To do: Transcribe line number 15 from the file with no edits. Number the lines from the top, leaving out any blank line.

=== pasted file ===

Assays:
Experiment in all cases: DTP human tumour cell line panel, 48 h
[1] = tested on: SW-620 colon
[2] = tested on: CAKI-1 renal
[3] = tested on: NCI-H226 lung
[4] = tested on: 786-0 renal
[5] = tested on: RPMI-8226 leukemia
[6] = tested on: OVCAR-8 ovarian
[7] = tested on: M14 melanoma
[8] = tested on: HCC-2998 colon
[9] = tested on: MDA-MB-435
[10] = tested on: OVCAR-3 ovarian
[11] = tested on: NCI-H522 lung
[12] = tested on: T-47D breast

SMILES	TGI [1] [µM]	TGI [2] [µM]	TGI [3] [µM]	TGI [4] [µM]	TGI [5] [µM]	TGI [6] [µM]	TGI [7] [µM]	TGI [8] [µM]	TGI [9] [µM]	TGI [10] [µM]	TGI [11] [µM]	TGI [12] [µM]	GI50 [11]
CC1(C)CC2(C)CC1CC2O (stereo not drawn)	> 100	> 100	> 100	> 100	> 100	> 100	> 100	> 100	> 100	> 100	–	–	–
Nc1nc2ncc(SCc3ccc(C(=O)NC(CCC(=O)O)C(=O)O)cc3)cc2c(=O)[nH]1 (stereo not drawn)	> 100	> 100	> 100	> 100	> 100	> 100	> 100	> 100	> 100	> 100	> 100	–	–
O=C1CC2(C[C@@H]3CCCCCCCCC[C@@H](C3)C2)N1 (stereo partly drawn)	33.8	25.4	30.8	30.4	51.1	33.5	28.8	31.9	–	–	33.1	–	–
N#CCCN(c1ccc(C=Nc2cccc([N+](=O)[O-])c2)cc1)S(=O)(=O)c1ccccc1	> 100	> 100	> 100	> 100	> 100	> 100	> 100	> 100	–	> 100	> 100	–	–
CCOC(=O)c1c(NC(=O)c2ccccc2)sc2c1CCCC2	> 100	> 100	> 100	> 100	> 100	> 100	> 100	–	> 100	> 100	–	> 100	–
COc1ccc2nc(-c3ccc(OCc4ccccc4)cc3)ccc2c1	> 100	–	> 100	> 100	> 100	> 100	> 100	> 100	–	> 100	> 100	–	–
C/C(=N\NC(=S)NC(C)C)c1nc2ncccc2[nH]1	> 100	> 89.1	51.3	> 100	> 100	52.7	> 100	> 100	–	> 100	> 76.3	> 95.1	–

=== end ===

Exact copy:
SMILES	TGI [1] [µM]	TGI [2] [µM]	TGI [3] [µM]	TGI [4] [µM]	TGI [5] [µM]	TGI [6] [µM]	TGI [7] [µM]	TGI [8] [µM]	TGI [9] [µM]	TGI [10] [µM]	TGI [11] [µM]	TGI [12] [µM]	GI50 [11]